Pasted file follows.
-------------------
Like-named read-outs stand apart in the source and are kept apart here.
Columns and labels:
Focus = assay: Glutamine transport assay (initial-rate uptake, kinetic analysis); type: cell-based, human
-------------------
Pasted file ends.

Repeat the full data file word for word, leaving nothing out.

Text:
Like-named read-outs stand apart in the source and are kept apart here.
Columns and labels:
Focus = assay: Glutamine transport assay (initial-rate uptake, kinetic analysis); type: cell-based, human